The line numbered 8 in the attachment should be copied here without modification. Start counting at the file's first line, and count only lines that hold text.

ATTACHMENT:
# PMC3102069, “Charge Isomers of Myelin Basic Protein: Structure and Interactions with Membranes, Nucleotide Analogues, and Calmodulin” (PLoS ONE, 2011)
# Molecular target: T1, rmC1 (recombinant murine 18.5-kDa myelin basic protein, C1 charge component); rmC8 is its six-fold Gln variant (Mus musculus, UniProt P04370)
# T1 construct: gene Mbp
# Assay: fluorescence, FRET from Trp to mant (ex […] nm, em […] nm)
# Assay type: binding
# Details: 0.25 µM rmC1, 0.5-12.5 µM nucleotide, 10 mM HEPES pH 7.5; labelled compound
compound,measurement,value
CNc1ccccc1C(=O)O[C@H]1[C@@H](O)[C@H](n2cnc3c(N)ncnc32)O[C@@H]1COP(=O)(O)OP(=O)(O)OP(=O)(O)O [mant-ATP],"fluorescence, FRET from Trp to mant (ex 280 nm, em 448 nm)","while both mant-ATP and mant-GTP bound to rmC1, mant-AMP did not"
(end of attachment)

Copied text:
CNc1ccccc1C(=O)O[C@H]1[C@@H](O)[C@H](n2cnc3c(N)ncnc32)O[C@@H]1COP(=O)(O)OP(=O)(O)OP(=O)(O)O [mant-ATP],"fluorescence, FRET from Trp to mant (ex 280 nm, em 448 nm)","while both mant-ATP and mant-GTP bound to rmC1, mant-AMP did not"